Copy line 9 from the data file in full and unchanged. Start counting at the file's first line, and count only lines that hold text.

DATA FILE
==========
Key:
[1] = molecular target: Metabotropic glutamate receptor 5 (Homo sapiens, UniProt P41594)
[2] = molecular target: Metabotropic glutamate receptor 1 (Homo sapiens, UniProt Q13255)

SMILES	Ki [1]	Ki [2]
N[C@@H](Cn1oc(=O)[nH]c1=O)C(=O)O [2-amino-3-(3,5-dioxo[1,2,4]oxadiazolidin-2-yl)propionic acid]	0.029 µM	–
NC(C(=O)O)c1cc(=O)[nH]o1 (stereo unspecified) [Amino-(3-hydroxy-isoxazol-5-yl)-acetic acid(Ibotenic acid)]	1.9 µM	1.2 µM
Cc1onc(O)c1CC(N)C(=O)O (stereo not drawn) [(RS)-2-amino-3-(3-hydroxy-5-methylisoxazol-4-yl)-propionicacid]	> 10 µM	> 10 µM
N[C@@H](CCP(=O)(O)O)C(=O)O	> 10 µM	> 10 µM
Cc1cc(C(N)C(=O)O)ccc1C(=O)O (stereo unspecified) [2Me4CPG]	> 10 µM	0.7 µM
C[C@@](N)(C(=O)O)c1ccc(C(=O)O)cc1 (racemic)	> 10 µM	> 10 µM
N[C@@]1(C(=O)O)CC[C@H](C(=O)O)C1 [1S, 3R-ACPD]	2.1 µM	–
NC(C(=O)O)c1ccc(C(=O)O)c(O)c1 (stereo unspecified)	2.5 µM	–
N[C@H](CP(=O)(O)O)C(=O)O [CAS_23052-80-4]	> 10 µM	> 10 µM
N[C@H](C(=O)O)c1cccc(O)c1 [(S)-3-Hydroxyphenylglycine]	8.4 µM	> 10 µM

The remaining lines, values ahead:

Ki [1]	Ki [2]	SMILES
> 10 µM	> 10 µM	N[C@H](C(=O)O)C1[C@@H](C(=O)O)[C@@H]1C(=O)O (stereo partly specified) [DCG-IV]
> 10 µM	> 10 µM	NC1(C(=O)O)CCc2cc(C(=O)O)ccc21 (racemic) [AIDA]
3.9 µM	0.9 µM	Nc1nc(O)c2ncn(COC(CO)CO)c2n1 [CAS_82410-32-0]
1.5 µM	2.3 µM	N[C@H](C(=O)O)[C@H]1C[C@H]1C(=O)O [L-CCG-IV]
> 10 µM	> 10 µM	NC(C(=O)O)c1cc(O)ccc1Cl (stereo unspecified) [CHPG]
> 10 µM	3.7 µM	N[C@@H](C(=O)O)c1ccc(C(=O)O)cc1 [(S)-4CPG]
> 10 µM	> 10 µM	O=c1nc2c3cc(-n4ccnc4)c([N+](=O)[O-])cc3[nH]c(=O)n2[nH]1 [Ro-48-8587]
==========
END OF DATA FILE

Cc1cc(C(N)C(=O)O)ccc1C(=O)O (stereo unspecified) [2Me4CPG]	> 10 µM	0.7 µM